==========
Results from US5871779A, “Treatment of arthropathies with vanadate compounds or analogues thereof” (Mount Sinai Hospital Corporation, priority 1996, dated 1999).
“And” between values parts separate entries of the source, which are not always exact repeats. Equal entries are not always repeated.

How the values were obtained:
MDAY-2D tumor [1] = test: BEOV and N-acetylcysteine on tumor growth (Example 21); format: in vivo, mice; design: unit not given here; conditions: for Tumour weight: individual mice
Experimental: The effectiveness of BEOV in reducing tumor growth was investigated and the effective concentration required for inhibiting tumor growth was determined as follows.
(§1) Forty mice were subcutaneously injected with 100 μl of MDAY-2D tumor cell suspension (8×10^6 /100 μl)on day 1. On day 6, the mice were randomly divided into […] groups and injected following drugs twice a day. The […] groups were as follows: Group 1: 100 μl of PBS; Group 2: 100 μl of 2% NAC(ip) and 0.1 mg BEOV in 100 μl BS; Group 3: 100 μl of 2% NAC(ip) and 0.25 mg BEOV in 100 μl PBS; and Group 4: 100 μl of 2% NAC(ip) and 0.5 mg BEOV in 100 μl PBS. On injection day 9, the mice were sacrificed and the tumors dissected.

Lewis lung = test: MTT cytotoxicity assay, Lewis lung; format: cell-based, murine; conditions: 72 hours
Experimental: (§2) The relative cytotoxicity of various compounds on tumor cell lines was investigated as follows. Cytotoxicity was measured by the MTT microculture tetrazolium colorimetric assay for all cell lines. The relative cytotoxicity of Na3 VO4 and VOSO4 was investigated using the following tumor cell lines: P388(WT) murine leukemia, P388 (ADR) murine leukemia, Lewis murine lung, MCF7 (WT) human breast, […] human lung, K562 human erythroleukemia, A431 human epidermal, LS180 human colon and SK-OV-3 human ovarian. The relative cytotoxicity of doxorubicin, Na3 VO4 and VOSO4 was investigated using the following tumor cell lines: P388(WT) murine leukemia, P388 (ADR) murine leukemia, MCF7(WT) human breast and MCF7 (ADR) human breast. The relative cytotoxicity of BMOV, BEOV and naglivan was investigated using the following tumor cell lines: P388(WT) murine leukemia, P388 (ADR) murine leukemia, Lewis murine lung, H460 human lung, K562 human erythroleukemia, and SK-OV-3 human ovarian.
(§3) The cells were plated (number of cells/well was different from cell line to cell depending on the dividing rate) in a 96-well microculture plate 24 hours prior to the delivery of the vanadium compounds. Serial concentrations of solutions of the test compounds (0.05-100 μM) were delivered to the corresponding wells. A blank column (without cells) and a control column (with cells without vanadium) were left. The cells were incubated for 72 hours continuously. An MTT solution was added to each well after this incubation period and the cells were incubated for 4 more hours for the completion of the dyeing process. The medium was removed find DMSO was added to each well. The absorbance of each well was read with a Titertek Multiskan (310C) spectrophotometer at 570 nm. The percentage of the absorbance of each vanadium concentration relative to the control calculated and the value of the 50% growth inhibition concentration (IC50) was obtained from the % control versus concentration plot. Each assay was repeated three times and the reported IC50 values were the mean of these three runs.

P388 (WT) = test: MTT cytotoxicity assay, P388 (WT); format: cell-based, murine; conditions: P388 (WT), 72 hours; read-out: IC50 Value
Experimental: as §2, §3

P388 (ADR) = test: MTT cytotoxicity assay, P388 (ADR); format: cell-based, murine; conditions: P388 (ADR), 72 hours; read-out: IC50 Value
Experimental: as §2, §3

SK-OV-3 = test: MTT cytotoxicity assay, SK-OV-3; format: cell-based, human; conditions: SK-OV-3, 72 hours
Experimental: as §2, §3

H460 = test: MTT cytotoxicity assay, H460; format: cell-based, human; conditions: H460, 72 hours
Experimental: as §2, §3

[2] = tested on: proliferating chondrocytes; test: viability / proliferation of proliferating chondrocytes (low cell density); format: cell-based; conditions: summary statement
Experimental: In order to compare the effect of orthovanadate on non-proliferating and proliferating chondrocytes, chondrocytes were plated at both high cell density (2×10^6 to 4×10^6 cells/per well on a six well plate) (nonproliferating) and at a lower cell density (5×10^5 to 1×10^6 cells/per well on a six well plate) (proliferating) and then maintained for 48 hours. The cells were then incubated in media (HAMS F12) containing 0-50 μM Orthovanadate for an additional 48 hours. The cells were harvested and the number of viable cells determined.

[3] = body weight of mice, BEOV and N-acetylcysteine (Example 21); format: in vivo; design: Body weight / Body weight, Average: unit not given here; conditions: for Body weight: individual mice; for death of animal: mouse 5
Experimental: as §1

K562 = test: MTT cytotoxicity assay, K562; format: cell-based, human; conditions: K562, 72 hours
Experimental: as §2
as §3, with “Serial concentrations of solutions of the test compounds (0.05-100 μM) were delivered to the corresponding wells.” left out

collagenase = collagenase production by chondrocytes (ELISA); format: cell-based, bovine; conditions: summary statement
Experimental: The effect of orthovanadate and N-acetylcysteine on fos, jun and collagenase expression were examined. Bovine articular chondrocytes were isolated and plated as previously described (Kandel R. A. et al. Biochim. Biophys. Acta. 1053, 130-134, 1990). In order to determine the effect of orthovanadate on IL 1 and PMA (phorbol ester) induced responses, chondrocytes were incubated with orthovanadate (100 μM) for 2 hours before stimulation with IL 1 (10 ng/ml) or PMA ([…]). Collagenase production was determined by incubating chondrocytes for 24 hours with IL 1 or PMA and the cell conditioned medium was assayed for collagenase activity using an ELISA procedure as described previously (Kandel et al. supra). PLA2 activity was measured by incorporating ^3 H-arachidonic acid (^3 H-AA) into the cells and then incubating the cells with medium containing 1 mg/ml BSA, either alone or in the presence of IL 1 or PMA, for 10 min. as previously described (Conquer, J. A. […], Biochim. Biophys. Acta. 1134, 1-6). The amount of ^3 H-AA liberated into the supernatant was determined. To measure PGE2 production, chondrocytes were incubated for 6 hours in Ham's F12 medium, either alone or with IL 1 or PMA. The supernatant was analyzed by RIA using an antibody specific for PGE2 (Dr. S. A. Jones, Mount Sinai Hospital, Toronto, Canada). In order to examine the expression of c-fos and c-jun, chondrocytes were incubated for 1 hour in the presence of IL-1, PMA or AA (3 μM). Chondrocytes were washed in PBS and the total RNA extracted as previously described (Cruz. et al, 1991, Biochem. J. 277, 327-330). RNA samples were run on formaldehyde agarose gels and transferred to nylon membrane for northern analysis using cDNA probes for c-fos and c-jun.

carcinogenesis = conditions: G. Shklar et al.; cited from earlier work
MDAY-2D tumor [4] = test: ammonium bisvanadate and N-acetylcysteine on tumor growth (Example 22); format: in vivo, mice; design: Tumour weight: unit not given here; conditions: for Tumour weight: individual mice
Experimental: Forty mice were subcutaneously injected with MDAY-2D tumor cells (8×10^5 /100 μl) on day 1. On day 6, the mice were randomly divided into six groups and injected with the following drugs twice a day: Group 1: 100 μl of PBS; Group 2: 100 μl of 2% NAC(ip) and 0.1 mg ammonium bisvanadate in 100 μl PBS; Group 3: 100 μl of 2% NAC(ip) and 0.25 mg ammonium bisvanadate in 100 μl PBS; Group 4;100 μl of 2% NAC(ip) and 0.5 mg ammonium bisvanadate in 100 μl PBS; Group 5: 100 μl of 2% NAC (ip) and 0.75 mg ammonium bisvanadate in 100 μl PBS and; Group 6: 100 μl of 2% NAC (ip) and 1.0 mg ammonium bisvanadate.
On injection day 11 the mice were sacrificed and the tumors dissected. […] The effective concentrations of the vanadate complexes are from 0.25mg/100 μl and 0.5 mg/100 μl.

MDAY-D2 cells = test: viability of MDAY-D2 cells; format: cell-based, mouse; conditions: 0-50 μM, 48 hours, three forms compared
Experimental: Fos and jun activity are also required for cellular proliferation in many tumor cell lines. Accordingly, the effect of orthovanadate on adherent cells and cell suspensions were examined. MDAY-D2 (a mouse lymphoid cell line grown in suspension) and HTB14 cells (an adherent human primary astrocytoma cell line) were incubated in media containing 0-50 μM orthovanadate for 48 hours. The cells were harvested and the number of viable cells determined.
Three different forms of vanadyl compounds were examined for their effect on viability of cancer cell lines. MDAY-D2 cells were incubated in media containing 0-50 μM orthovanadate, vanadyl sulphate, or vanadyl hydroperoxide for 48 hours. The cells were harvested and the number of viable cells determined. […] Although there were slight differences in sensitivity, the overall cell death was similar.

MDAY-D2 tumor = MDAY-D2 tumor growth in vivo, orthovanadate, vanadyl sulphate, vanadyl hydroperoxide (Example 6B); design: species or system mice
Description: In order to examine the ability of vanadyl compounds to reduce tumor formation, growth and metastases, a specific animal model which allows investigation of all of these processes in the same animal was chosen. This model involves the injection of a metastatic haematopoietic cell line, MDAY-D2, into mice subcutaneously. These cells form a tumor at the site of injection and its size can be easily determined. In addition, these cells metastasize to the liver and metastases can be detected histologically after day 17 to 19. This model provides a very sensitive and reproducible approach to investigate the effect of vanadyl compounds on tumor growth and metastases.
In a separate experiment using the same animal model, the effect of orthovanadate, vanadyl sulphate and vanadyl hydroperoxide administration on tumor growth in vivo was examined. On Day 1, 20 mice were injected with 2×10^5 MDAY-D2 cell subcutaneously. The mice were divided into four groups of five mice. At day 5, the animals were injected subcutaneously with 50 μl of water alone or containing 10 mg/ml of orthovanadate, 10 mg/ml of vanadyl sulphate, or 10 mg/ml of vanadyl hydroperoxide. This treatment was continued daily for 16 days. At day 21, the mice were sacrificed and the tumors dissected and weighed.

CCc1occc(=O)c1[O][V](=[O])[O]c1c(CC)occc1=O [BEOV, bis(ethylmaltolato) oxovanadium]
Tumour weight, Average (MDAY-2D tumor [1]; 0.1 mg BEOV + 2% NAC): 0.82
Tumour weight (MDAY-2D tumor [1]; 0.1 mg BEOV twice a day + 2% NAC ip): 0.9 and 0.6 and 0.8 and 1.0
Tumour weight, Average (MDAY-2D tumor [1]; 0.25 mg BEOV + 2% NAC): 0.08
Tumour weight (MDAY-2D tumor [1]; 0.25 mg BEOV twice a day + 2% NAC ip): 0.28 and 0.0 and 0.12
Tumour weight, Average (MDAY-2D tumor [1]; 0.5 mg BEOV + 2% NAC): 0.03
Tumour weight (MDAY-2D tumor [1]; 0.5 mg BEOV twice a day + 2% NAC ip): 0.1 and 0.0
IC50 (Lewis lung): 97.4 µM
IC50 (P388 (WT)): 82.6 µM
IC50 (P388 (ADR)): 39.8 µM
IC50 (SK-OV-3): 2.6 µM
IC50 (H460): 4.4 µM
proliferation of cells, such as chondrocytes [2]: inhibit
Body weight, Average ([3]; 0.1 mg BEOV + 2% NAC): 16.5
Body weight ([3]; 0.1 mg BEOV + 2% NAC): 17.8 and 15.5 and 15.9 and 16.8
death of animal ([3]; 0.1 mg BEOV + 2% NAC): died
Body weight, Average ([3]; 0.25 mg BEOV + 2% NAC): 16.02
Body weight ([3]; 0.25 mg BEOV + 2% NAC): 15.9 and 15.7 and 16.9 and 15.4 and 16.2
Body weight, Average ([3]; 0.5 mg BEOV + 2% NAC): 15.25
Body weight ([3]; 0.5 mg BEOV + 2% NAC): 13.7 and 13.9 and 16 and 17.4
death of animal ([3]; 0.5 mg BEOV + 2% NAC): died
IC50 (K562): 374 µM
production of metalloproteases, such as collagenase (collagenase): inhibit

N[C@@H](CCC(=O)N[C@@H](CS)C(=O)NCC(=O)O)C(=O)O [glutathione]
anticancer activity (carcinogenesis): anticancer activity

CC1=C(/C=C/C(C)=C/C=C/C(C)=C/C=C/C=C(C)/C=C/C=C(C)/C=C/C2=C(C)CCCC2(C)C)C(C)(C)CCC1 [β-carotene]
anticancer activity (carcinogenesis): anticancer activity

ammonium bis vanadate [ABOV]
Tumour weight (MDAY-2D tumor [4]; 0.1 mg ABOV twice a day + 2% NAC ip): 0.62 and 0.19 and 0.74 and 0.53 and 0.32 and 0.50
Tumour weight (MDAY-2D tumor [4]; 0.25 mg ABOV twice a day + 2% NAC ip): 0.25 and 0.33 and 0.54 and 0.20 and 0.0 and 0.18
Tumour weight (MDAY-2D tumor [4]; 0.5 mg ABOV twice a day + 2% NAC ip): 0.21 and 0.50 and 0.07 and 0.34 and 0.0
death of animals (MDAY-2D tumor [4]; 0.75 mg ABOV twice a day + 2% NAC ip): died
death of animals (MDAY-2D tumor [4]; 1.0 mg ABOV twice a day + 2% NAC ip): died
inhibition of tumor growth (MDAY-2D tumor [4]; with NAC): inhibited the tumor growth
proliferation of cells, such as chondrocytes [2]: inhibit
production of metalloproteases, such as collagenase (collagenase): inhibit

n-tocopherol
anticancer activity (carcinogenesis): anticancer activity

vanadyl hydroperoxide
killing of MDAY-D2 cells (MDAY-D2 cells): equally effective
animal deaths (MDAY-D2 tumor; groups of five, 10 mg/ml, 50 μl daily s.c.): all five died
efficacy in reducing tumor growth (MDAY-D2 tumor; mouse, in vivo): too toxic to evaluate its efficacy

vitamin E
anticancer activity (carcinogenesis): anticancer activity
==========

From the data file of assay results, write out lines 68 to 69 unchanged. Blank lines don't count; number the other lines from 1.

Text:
death of animals (MDAY-2D tumor [4]; 0.75 mg ABOV twice a day + 2% NAC ip): died
death of animals (MDAY-2D tumor [4]; 1.0 mg ABOV twice a day + 2% NAC ip): died